The headline on Yahoo’s front page read, “Gov’t reportedly mulls taking larger stake in Citi”. Hmm, I wonder why the government wants to invest in CitiGroup? Maybe I should buy some too! Geithner’s a real value-investor, looking at these beat-down dogs of the dow.
Maybe the headline should have read, “Citigroup insolvent, begs Fed for cash”. It’s a pretty sad attempt at spin. The market isn’t going to be fooled into thinking that the government is “mulling a larger investment” in Citi. They’re on life support and need cash to surive. C’mon Obama, follow through with that transparency stuff you talked about.
How much will the taxpayer get for our stake this time? Last time I believe we scored a 3.5% ownership stake in a $35 billion company for $25 billion plus $100b+ in loan guarantees. Now THAT is a deal.
The Royal Bank of Canada just released a report, and they say most of the upcoming failures will be caused by commercial real estate (CRE) loans. Excerpt:
The Federal Deposit Insurance Corp. closed nine banks so far this year after shutting 25 in 2008 and has 171 institutions on its “problem list.”
To summarize: since 2008 we’ve only closed 34 banks. And RBC says 1,000 may close over the next 3 years. It’s highly unlikely that the FDIC will have enough to cover all those failures. We might need to toss them a trillion too.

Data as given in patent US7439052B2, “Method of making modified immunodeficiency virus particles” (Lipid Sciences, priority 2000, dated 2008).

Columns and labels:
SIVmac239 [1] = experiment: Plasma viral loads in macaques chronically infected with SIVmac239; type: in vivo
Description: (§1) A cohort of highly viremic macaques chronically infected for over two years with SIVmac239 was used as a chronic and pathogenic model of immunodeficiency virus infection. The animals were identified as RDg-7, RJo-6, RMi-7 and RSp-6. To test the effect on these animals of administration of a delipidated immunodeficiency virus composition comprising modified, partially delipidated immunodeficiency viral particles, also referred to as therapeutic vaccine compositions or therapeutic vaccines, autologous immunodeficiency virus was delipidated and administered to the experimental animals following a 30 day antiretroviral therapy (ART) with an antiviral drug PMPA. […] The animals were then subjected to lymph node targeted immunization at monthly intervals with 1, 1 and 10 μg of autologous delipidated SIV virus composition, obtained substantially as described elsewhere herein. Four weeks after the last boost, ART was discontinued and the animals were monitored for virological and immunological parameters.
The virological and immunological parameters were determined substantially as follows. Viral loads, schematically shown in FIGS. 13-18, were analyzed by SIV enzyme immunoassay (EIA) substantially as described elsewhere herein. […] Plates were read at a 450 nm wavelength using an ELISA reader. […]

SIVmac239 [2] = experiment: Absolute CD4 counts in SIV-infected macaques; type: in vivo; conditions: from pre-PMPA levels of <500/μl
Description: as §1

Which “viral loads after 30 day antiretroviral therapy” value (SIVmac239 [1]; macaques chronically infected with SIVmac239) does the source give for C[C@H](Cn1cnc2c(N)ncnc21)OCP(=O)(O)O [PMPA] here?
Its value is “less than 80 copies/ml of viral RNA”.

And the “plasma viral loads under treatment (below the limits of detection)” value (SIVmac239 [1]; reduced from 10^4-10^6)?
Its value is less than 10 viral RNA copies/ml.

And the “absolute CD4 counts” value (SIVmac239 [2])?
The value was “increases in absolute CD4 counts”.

The comparison between our bubble and Japan’s seems almost flattering these days. Let’s take a look at how our economies looked going into our crisises:
Japan: Creditor nation, loans others money. High personal savings rate. Large manufacturing base
US: Debtor nation, borrows loads of money. Extremely high debt in all areas: personal, corporate, and public. Shipped most of our manufacturing capacity overseas because the dollar was strong
Add to that our unfunded medicare and social-security liabilities of $45-$99 trillion (depends on time horizon and who you listen to). Either way, it’s an inconceivable amount of money. A USA Today article from 2004 put the number at $53 trillion, which would equal $513,000 per household. That was 2004, hmmm….
Japan’s main stock market index (Nikkei 225) has plummeted from 38k in 1989, to around 8k today. But they maintained a decent standard of living. Health care wasn’t a total disaster. No major civil unrest or riots. I would almost be OK with that. But I still want our government to do better, and restore market efficiency, transparency, and honesty. Ugh.